I love April and May. Spring is a magical season – the world greening and blossoming and unfurling before my eyes as I walk to work. But how to stay dry while walking through those earth-nourishing spring showers?
What to wear when it rains?
The problem is not that wet-weather gear doesn’t exist. The issue for me is that very often, rain is only part of the weather picture for the day. It’s tricky to decide what to wear for maximum comfort:
- When I know that the rain boots that keep my feet blessedly dry for a short time are guaranteed to give me heat rash and blisters if I wear them for two hours.
- When I know that after about fifteen minutes, my 100% waterproof rain coat will make me feel like I’m a walking furnace.
One choice is easy though. When rain is forecast, I always take along an umbrella.
Umbrellas are a necessity
The one item I can’t do without on a rainy day is an umbrella.
Umbrellas are, for me, the single most important item of gear for wet weather walking. I wear glasses and the fact is, if I can’t keep rain off my head and face, my glasses get so wet that I can’t see very well.
If you have an umbrella when you start out, and the rain stops, folding or wrapping it up is simple. Plus, it’s not heavy to carry.
Buying lots of umbrellas is one of the little-known costs of walking to work.
If you have a favourite umbrella… you probably don’t use it much. Umbrellas simply don’t last!
They get lost
Umbrellas are lost in massive numbers. In libraries, restaurants, subways, public washrooms, in fact anywhere people stop for a minute on rainy day, umbrellas are left behind … especially when it’s stopped raining. Umbrellas are a very common and rarely claimed item in Lost and Found offices worldwide!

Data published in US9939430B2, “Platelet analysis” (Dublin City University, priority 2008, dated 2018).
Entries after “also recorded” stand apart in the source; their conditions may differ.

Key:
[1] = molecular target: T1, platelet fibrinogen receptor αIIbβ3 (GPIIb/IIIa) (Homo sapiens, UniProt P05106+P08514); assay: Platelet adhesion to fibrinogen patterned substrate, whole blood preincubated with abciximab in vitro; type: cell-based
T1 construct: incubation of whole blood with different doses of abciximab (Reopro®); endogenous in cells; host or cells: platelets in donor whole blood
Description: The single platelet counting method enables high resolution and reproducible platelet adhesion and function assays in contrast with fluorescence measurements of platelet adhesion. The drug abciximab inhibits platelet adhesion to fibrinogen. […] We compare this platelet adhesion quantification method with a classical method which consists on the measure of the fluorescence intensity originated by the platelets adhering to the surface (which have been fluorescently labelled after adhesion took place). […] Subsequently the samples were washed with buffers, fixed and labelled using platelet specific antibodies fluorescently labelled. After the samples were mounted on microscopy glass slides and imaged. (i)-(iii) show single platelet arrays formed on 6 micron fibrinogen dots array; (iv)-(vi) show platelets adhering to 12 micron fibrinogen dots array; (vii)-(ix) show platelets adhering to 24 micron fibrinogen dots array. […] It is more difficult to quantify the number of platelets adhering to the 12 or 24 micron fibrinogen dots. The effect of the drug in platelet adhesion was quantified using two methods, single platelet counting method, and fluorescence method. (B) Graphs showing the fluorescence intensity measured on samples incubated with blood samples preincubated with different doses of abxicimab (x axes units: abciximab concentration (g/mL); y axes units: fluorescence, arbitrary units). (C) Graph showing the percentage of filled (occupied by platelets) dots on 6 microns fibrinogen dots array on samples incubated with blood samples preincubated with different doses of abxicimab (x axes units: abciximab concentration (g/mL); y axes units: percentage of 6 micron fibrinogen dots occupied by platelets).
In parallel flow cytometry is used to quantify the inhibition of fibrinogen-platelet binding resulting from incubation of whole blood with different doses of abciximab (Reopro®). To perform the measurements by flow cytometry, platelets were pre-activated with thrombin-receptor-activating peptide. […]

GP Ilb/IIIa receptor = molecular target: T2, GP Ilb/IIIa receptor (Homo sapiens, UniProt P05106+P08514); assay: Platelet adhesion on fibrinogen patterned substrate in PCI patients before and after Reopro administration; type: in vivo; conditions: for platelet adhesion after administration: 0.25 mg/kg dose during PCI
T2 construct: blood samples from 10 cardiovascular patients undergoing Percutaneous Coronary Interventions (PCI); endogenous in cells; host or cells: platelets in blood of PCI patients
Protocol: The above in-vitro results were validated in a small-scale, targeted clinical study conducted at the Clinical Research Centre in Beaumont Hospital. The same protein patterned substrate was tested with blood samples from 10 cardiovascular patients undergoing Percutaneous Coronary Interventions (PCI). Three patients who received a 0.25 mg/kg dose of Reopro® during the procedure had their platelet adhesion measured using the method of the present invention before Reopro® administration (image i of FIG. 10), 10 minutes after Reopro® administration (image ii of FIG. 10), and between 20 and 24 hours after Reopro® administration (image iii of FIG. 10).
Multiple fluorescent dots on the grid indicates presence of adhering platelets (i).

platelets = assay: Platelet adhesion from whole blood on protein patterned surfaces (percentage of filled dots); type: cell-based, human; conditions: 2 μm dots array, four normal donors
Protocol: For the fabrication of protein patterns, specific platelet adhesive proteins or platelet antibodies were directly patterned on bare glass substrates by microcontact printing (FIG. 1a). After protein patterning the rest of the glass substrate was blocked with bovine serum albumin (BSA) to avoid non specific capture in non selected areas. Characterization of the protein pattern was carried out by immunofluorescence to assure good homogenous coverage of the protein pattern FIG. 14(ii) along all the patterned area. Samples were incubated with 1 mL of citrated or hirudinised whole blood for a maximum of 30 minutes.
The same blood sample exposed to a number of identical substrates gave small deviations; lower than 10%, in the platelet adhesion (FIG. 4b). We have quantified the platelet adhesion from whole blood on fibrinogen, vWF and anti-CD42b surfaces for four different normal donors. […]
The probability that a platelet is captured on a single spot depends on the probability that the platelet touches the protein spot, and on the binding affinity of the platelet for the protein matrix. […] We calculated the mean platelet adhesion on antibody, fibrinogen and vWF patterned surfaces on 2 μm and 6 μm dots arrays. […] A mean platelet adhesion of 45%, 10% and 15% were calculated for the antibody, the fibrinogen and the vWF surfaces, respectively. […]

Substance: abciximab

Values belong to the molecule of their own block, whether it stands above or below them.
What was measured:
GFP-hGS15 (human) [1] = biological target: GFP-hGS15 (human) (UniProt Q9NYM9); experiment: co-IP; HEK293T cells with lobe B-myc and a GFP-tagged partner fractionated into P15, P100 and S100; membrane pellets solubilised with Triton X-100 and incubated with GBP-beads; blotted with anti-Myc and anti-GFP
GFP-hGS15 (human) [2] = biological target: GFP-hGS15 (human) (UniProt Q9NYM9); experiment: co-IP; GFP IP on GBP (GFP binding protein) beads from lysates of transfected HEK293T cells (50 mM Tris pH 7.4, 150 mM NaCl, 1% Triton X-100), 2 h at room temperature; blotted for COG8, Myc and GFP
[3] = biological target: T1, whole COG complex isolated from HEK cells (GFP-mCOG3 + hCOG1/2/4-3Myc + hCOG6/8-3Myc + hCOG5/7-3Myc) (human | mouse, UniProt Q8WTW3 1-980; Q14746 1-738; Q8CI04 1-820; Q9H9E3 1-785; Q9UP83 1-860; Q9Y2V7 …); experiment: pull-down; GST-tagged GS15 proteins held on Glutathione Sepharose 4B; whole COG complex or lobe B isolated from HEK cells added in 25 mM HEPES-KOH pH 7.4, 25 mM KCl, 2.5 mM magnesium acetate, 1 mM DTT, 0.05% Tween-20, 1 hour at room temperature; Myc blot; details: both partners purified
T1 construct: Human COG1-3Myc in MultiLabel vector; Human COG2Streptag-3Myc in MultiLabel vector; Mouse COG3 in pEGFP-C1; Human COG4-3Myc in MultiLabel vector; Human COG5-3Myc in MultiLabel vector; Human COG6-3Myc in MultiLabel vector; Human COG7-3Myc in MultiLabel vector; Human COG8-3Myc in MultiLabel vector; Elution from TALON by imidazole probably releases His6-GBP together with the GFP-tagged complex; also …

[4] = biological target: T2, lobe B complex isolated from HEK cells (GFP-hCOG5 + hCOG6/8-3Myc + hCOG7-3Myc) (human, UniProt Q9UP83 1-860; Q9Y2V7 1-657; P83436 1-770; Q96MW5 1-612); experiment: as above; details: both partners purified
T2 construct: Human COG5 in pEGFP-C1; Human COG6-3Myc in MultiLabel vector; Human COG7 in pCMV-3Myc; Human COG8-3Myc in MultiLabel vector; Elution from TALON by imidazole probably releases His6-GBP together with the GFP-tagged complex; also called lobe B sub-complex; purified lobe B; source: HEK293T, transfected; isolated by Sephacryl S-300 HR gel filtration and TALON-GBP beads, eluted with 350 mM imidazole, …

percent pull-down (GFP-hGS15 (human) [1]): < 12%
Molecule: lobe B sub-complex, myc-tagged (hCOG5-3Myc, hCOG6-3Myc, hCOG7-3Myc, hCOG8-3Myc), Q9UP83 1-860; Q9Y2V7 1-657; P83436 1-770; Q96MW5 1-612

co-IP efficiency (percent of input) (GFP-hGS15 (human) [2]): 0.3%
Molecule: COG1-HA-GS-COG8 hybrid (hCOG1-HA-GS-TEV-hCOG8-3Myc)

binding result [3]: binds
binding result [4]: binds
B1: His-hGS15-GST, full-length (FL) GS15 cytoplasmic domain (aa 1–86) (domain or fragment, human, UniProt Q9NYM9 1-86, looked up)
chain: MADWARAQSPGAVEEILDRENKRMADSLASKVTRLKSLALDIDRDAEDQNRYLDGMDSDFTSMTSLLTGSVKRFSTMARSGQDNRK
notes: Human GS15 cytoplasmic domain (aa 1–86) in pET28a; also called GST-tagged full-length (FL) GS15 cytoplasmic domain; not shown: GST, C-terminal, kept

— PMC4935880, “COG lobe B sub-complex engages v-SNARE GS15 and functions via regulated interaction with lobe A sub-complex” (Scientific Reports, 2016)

They get broken
Unfortunately, umbrellas are notoriously sensitive to that common partner of rain: wind. I have had high hopes for umbrellas marked as Wind Resistant, Wind Proof and even WIND DEFYING. Ultimately, none could handle a Toronto summer thunderstorm for an hour. For me, it was often the open windscape across the Bloor Street Viaduct that did them in. (Designers: here is a challenge for you.)
Safety in numbers
Be prepared to buy lots of umbrellas; keep at least one spare at work.
My personal research has proven to me that expensive umbrellas perform no better in windy weather than cheaper umbrellas, so go ahead and stock up on whatever umbrella is affordable. You’ll need backups!
Carrying umbrellas around when it’s not actually raining is annoying, and for that reason alone, I will spend more money for an umbrella that folds up super-small so that it can go in a pocket or bag when I don’t need it. Long stick umbrellas, which may or may not be more reliable in the wind, are not an option for me because they won’t fit in my backpack.
One of the best inventions ever!
The umbrella is so useful that its popularity goes back several thousand years.
I recently read a short story by James Joyce in which an umbrella cloth-repairer was mentioned. I think that repair of personal-use umbrellas is probably a lost art, although I know that replacement cloths for patio umbrellas are still available.
According to Wikipedia, umbrella-related patents in the U.S. continue be filed in huge numbers.
Although I agree there’s room for improvement, I’m glad I have my stash of budget umbrellas to make my walks in the rain much more pleasant!